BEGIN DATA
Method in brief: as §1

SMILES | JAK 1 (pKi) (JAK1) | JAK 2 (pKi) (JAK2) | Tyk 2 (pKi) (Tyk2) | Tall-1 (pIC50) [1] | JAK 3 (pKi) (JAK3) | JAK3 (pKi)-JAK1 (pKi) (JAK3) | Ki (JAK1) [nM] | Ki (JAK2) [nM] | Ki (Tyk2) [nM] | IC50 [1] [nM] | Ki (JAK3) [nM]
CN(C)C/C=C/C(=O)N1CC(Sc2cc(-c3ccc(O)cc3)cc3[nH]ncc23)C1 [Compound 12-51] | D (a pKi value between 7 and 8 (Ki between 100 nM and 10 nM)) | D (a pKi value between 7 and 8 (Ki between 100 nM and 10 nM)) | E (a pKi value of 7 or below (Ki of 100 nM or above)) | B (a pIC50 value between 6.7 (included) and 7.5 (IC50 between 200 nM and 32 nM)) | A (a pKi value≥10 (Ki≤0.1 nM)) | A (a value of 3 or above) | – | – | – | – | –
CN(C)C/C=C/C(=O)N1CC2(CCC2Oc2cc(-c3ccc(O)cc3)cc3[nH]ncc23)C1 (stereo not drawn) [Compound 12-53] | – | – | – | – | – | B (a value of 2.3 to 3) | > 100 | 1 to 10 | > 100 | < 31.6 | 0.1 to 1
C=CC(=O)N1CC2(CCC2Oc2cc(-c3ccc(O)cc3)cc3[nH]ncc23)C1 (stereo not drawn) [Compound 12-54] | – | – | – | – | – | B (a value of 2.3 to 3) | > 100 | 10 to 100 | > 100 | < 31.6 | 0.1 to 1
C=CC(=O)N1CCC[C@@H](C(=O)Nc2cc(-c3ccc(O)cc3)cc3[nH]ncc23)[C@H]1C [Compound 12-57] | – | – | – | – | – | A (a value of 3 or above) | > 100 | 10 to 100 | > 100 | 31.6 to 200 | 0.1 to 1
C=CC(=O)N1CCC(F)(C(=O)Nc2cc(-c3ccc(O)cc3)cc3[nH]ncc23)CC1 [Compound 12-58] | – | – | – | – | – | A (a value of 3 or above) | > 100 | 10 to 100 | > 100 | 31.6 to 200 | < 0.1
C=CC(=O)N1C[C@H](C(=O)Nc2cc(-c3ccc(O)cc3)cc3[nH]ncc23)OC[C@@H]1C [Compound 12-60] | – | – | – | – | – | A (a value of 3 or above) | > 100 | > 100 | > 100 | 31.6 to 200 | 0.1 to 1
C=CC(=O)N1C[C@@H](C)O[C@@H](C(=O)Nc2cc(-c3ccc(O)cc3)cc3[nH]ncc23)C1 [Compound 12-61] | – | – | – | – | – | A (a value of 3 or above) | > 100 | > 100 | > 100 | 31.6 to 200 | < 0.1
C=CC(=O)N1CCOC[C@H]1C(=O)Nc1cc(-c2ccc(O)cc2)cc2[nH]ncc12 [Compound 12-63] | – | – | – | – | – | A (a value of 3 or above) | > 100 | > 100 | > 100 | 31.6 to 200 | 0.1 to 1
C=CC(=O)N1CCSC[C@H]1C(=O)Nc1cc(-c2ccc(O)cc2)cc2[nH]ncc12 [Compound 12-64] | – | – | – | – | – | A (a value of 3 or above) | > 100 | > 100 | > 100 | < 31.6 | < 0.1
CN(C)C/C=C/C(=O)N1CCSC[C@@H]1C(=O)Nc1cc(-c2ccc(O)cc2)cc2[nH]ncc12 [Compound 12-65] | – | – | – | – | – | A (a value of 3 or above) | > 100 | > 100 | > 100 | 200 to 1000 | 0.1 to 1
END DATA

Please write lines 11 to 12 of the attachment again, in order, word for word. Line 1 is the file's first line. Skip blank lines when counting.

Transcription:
C=CC(=O)N1CCSC[C@H]1C(=O)Nc1cc(-c2ccc(O)cc2)cc2[nH]ncc12 [Compound 12-64] | – | – | – | – | – | A (a value of 3 or above) | > 100 | > 100 | > 100 | < 31.6 | < 0.1
CN(C)C/C=C/C(=O)N1CCSC[C@@H]1C(=O)Nc1cc(-c2ccc(O)cc2)cc2[nH]ncc12 [Compound 12-65] | – | – | – | – | – | A (a value of 3 or above) | > 100 | > 100 | > 100 | 200 to 1000 | 0.1 to 1